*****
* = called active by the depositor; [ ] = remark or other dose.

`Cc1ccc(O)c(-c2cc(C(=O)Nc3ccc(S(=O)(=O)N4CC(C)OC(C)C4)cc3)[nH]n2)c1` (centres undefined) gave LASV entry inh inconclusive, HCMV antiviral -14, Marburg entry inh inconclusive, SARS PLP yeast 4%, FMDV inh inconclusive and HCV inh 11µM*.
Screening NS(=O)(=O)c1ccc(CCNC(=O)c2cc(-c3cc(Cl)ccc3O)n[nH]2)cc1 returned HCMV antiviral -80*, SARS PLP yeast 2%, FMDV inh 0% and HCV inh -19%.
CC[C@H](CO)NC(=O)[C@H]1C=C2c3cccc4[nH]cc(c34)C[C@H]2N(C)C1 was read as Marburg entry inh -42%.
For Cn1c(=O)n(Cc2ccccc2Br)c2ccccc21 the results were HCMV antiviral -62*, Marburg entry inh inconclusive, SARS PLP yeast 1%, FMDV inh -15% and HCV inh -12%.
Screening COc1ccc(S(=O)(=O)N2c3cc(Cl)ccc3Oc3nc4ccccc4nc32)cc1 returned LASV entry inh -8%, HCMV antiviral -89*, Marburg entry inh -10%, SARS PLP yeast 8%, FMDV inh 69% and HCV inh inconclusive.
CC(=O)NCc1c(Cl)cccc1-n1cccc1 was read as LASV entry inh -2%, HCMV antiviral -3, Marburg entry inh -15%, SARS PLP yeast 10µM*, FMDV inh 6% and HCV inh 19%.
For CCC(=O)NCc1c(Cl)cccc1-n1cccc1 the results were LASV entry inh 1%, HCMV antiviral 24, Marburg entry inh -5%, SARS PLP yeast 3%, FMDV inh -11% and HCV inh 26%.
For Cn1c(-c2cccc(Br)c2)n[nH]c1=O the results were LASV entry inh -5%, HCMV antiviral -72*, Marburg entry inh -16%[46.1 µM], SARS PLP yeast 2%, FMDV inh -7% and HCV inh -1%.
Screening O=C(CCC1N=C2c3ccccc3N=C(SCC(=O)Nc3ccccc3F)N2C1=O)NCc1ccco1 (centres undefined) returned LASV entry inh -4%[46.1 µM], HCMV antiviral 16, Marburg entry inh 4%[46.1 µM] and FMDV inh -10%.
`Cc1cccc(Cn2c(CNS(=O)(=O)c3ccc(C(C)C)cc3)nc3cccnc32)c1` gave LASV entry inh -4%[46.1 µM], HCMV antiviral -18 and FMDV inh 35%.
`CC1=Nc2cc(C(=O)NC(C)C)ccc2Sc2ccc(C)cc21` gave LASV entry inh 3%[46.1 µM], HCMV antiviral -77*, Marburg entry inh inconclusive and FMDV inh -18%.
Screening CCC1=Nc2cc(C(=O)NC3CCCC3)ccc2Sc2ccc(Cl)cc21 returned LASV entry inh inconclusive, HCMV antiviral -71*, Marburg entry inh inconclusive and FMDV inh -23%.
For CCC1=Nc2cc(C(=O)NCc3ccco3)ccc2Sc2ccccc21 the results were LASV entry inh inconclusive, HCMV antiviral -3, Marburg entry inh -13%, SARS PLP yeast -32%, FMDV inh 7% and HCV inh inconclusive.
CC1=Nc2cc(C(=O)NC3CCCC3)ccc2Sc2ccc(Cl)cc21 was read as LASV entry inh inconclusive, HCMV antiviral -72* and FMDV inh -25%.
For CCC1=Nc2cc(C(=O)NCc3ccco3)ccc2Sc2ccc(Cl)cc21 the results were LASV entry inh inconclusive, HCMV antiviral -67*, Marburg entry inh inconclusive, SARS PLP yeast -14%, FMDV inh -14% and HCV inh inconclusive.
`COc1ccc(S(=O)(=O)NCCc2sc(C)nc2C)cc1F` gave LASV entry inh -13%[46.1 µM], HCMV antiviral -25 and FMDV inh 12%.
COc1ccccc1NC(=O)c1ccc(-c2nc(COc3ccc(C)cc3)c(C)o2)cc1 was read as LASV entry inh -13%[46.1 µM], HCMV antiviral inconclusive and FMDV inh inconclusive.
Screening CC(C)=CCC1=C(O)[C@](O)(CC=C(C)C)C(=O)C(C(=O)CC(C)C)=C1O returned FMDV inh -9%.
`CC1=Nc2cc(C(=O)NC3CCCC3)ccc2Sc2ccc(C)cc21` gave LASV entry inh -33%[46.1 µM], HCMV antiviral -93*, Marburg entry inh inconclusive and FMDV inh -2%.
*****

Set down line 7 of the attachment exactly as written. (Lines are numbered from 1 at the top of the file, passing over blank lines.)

CC(=O)NCc1c(Cl)cccc1-n1cccc1 was read as LASV entry inh -2%, HCMV antiviral -3, Marburg entry inh -15%, SARS PLP yeast 10µM*, FMDV inh 6% and HCV inh 19%.